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Tuesday 5 December 2023 Dublin: 4°C

Warner Bros company hit out at Dublin start-up 'like a ton of bricks' over Scooby brand name

ScoobyBox has had to change its brand name to BusterBox after trademark issues with a Warner Bros company.

DUBLIN START-UP ScoobyBox owners have spoken of the “devastation” of having to change its brand name after being hit with a legal warning from a company owned by US-based entertainment firm Warner Bros.

The start-up, owned by Gary Redmond, Liam Brennan and Paul Carrick, offers a monthly subscription service to people where they can sign up to receive monthly boxes of toys and treats for dogs. The company appeared on RTÉ’s Dragon’s Den in April 2017.

On 27 July 2017, the dog product business received a letter from a solicitor on behalf of Hanna-Barbera Productions, Inc threatening to legally oppose its use of the ScoobyBox name on the grounds of trademark issues with the Scooby-Doo brand.

Hanna-Barbera Productions is a subsidiary of Warner Bros.

The production company owns the trademarks Scooby, Scooby-Doo and Scooby Snacks. These trademarks are listed in the Irish Trade Mark Register and the EU Trade Mark Register, according to the solicitor.

In the letter, the solicitor outlined that its client was “concerned by the existence” of the start-up’s application for trademark status on the ScoobyBox name.

“The Mark applied for ScoobyBox includes the term Scooby as its distinguishing and dominant element. The end term Box is merely descriptive of the product within which you may deliver dog products. Thus, the Mark applied for is highly similar to our client’s earlier trademarks as registered,” the letter said.

Scooby-Doo Live! Musical Mysteries Photocall - London EMPICS Entertainment The Scooby Doo live musical in London EMPICS Entertainment

‘We didn’t mean to infringe’

Speaking to, Redmond explained that the trio chose the name ScoobyBox after one of the co-founder’s grandfather’s dog named Scooby.

“It had nothing to do with the Scooby-Doo character. He grew up with the dog and the company was named after the dog’s memory,” Redmond said.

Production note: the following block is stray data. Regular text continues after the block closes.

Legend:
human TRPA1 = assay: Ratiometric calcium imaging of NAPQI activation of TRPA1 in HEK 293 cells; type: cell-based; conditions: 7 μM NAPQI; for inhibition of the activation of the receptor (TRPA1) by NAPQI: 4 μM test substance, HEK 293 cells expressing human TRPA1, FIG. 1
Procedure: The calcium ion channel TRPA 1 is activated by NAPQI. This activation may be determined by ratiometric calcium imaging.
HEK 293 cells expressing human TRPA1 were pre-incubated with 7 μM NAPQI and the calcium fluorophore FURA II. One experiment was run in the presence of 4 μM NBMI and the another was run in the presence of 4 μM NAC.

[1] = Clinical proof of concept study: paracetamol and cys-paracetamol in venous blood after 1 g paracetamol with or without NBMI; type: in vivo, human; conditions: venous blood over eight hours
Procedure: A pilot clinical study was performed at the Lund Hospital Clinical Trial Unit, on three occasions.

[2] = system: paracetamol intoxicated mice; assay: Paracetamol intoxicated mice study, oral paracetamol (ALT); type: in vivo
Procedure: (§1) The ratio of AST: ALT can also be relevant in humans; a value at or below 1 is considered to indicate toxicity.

When the start-up initially set out to choose a brand name, Redmond said they looked at the list of registered trademarks under Ireland’s Patent Office. He said they found no listing of the Scooby trademark.

However, once the company received the solicitor letter they came to the realisation that Scooby was, in fact, a listed trademark in the EU.

“We didn’t mean to infringe, but we did,” Redmond said.

“They came down on us like a ton of bricks,” he said.

ScoobyBox made efforts for a number of months to come to a resolution with Hanna-Barbera Productions.

However, having taken extensive legal advice, the ScoobyBox team realised that the challenge to retain their right to use the Scooby name would be too expensive for them, and they said they were left with no option but to change the company name.

The ScoobyBox team sent Hanna-Barbera Productions a letter informing it that they would cease use of the word Scooby in its brand name by 20 February. The start-up has been rebranded as BusterBox.

“We had to immediately cancel our domain and our email address,” Redmond said.

“It’s going to cost us about €5,000 to change over. We had to get new artwork and a new domain, which was expensive because it’s a premium domain,” he said.

It was just devastating after building our brand up and getting our name out there on television. All we can do is try to keep positive.

Speaking of the reception the company has received after it announced its name change, Redmond said: “The subscribers are keeping positive and are being very supportive. They’ve been great.”

Venturing overseas

Over the past number of months, the Irish start-up has begun to spread its business into the UK market.

Redmond said that while the company’s brand name has posed a number of difficulties over the past year, it will not deter the team from progressing its expansion overseas.

“It’s all still a go but it’s a disappointment at the start of the year when we’re trying to expand our brand overseas. It’s just a set-back but we’ll get there,” Redmond said.

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